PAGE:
Sneak Peek at our Brand New eCommerce Report
November 13, 2012
Our annual eCommrce report doesn’t release until later this week, but the data this year is really interesting. Normally, we get a lot of mom-and-pop pure-play online retailers to respond, but this year is different: 85% of our 97 qualified retail respondents operate stores. As a result, the response pool reflects a highly accurate representation of the current retail landscape, and provides us with a unique opportunity to examine the eCommerce challenges and opportunities specific to multi-channel retailers: in essence, the report serves to reveal the multi-channel retailer’s reality in a post-Amazon world.
And our retail respondents are clear about their vision for the future of eCommerce: its days of operating as a separate entity within the overall organization are over. Customers are channel agnostic, and as a result, retailers must be as well; they identify their top opportunity going forward as investing in cross-channel opportunities (59%, Figure).
Figure: eCommerce is No Island
Source: RSR Research, November 2012
Winners are even more bullish about bringing their eCommerce functionality across channels:
- 71% of Double-digit Winners (and 67% of Single-digit Winners) say their top opportunity is investing in cross-channel capabilities. As we noted earlier in this report, most of our respondents to this survey operate stores, and this is the stake they are putting in the ground: this is how they plan to compete with Amazon. Regardless of your personal take on the viability of the “showrooming” phenomenon, consumers still want — and need — to visit stores. For the best-performing and most forward-thinking multi-channel retailers, that ability to close a sale in whichever channel is most convenient and meaningful to the consumer and the way she lives is exactly how they will continue to compete with Amazon. However, this strategy only works if the paths to purchase — all of them — are completely interoperable. Winners understand this at a disproportionate rate and are investing to make sure their systems, supply chain, and inventory are aligned to make this a reality.
A Forced Hand Reveals Changes
There are also some differences in perceived opportunities this year. Firstly, we asked the question a bit differently. In years’ past, we’ve asked retailers to identify all of the opportunities that hold value for them. But this year, we asked them to choose only the three most important. As a result, a number of new trends emerge:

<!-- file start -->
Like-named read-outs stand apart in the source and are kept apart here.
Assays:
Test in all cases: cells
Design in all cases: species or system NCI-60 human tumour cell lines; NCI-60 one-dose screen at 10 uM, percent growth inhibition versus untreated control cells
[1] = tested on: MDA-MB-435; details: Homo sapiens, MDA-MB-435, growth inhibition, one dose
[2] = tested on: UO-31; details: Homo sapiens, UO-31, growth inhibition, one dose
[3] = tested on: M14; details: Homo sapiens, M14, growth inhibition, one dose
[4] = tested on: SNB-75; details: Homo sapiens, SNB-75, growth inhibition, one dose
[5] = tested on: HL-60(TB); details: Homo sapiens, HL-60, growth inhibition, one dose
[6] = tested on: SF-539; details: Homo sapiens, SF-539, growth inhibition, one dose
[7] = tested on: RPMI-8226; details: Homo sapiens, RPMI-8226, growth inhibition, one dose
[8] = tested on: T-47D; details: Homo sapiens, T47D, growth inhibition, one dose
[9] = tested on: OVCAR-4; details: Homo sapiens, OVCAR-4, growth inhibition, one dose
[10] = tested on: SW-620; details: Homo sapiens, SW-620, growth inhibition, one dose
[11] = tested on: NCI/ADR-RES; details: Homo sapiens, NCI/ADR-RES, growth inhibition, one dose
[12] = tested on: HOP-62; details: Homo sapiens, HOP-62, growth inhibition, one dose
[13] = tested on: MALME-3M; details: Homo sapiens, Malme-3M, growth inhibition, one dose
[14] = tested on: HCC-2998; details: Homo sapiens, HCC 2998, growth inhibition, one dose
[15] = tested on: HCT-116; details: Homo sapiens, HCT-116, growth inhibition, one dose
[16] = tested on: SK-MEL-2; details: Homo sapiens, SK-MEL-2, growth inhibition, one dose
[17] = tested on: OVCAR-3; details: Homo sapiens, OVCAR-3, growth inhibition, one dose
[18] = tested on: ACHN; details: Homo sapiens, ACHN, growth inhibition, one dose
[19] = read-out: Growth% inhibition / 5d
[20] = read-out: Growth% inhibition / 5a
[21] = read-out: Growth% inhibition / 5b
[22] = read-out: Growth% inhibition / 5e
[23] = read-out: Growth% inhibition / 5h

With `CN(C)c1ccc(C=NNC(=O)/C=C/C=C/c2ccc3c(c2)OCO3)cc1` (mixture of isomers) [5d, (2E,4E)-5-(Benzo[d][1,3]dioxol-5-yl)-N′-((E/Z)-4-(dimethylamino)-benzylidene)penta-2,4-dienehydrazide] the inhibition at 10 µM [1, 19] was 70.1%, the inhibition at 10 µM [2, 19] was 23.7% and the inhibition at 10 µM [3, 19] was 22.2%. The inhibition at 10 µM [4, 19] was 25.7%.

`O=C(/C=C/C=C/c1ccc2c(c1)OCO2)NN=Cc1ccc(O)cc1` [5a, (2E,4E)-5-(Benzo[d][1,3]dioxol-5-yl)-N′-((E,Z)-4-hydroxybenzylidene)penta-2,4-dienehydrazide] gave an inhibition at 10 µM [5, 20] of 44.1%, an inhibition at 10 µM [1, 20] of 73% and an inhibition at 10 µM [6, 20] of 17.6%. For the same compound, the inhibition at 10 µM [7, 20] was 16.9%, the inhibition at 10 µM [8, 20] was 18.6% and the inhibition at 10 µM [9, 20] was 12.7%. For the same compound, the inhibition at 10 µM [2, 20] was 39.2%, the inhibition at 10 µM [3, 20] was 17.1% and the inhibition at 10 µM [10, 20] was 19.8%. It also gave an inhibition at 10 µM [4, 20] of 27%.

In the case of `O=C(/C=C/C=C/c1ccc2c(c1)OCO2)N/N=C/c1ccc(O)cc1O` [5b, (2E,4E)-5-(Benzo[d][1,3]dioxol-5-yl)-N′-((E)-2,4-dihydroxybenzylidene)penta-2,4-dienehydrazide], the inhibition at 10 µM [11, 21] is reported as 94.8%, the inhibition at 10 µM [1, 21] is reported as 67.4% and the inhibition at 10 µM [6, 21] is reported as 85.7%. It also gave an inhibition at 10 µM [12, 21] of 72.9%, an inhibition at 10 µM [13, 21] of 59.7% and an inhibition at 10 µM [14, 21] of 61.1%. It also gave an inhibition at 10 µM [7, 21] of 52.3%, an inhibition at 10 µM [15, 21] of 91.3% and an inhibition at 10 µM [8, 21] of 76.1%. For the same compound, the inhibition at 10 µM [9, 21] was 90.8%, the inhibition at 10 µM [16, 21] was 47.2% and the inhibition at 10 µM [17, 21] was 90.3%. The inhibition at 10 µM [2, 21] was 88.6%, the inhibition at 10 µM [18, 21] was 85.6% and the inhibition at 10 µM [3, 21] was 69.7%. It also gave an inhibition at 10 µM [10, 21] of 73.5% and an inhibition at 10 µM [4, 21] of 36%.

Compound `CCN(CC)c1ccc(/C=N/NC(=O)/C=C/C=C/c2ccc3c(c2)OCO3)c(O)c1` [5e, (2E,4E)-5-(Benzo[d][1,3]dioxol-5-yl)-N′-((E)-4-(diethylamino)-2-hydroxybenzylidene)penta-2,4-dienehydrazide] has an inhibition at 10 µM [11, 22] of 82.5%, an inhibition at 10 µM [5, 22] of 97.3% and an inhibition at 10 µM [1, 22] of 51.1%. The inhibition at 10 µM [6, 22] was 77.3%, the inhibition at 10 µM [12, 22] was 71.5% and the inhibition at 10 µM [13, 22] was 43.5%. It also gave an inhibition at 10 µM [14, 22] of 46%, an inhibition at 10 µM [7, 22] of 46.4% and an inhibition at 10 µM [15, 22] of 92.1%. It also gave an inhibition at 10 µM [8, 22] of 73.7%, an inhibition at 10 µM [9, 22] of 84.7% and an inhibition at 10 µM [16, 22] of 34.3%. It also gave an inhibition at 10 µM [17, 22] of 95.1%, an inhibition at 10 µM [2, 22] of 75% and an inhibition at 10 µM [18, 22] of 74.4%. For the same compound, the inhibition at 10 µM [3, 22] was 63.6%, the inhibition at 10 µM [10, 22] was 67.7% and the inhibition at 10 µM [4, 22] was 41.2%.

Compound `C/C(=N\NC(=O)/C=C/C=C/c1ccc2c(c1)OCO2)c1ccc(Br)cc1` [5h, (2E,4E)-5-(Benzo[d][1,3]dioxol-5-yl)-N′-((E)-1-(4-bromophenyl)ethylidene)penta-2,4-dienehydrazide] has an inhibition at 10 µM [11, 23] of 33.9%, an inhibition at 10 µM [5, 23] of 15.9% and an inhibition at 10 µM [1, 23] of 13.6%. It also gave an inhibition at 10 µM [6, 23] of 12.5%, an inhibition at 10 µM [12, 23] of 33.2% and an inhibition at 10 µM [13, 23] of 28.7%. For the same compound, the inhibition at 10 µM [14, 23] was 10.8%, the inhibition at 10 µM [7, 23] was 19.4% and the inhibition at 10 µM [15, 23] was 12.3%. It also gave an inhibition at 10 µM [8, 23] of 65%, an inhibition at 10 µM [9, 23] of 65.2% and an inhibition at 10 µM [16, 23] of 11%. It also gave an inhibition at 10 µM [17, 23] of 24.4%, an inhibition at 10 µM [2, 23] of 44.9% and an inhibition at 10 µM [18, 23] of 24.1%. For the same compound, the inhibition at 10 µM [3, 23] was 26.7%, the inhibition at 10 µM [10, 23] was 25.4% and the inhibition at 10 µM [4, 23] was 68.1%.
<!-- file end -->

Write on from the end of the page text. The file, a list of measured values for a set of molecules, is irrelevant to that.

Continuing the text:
- The number of retailers ascribing high value to richer product detail information has dropped (56% in 2011, down to 44% in 2012). This is not to say retailers have lost interest in providing high content photos and videos of the products they sell on their sites — what it does mean is that when forced to be selective, fewer of them chose it as a top opportunity. This could also be indicative of retailers feeling they have product information “under control” at this point in the game; it will be very interesting to see how they rate this data point in 12 months’ time. However, in a related point:
- The retailers who do give the highest value to richer product detail are those selling seasonal goods — even more so than what fashion retailers report (75% vs. 33% respectively).
- Improved payment processes take the biggest hit in overall retailers’ preferences when asked to force rank, down 19% this year from last.
- There is also a significant decline in the number of retailers citing targeted email campaigns as a top three opportunity. Does this mean the promise of targeted communications is fading and retailers are abandoning further efforts to tie content to consumer demographics, lifestyles and preferences? If performance is any indicator, no. Double-digit Winners have the strongest appetite of any retailers: 36% cite such communications top opportunity, compared to the aggregate’s 20%.
We will make sure to let all RPW subscribers know when the full report is available: I think you’re really going to enjoy it.